Let’s face it, as we get older it becomes more and more difficult for the majority of us to keep from getting sick. To that extent, we begin to realize that although we have been successful in dodging most illnesses, our luck will soon change. Unfortunately, most of the illnesses we will have to deal with could very well result in deadly results.
Not only is cancer a more than common disease this day in age, what most do not know is that it is the second leading cause of death in those persons over 65 years of age. It is never too late to look to managing your health in an effort to prevent cancer.
Uncontrolled blood sugar levels can lead to Type 2 diabetes, which currently is one of the most common causes of death in the US, in addition to possibly leading to both heart attack and stroke. If you are diagnosed with Type 2 diabetes, it is suggested that you remain diligent in keeping your sugar levels in check.
It was recently estimated that one in five people over sixty-five will struggle at one time or another with substance abuse. Substance abuse can lead to long-term effects on your brain and other vital organs. Abuse of alcohol has even shown to play a part in early-onset dementia.
Many people over sixty-five would not think of classifying major depression as a disease, but they would be best served to. Usually, major depression is brought on by self-isolation from those you know and love, as well as neglecting physical activity.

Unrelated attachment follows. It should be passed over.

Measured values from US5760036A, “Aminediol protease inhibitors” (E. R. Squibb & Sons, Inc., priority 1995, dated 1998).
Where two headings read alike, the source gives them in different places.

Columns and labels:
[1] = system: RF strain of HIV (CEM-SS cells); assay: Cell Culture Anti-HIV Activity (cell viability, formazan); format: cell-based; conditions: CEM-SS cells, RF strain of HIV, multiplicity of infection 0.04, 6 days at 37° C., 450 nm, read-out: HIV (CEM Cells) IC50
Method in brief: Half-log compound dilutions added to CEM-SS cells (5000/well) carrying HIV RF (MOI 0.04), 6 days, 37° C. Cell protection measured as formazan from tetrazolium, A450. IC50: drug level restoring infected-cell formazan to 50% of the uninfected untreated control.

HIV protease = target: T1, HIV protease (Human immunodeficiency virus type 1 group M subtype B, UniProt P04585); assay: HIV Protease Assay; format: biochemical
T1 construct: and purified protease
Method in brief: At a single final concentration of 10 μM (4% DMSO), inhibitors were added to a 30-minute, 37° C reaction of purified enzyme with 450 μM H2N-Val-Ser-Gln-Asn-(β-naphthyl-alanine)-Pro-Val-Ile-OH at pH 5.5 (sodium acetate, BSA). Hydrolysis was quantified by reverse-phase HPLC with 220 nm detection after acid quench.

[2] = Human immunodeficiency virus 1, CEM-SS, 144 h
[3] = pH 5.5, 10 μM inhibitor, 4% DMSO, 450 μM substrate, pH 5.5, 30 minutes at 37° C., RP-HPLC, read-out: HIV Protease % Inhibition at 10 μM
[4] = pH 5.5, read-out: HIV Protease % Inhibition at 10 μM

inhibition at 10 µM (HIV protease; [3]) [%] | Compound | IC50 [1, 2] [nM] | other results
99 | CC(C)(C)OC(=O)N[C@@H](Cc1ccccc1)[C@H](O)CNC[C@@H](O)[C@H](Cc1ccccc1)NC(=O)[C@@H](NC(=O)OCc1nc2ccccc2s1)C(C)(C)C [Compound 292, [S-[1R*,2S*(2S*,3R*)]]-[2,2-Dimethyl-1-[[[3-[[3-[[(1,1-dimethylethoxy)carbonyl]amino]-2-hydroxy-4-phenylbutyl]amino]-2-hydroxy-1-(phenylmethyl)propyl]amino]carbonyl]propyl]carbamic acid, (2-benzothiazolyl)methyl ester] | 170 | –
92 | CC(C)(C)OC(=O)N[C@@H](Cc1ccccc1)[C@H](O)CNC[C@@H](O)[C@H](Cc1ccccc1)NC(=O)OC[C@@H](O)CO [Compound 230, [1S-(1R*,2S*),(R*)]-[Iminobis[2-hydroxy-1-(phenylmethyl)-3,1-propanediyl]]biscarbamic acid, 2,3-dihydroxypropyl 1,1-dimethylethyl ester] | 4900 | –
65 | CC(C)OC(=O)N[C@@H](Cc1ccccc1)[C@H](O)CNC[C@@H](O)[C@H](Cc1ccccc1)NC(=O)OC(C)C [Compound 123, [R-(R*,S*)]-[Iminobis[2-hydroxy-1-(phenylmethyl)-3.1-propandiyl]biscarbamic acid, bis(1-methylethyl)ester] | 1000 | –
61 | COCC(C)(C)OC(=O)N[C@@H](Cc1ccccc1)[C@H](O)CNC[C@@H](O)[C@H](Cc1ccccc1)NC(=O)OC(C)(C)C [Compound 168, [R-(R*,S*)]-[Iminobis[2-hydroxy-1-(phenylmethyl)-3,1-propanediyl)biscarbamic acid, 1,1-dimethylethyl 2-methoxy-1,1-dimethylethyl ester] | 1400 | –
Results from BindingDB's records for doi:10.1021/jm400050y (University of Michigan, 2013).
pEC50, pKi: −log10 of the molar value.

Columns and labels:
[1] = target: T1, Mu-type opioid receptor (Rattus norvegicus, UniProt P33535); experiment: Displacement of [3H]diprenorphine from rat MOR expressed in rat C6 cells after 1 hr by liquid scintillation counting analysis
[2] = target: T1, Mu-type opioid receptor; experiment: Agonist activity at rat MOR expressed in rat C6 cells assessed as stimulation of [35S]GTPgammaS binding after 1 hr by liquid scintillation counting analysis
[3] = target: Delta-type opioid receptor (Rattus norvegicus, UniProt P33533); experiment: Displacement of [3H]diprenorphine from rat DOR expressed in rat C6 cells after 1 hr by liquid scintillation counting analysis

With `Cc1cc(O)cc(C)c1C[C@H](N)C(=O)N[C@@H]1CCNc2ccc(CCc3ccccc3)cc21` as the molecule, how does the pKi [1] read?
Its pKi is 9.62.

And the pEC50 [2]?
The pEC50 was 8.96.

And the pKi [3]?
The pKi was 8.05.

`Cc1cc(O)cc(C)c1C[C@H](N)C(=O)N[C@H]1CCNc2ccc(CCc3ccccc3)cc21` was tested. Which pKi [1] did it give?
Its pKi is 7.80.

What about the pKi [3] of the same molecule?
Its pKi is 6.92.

According to studies by the American Heart Association, heart disease is the number one cause of death amongst Americans over the age of sixty-five. During your later years, exercise and diet are more important than ever to maintain a happy healthy heart.
High Blood Pressure
It is estimated that as much as 68% of both men and women over the age of sixty-five either currently suffer from high blood pressure, or are taking medicine to keep it in check. This disease comes with a double whammy in that it could lead to heart attack and/or stroke.
As you can see, as we get older we need to be more diligent about our health. It is best to talk to your doctor to see exactly what you may at risk for. Then you can work out a plan that will aid in the prevention or managing of your particular ailment. Just because we get older, doesn’t mean we have to get lax with our health. An ounce of prevention, even over the age of sixty-five, can go a long way.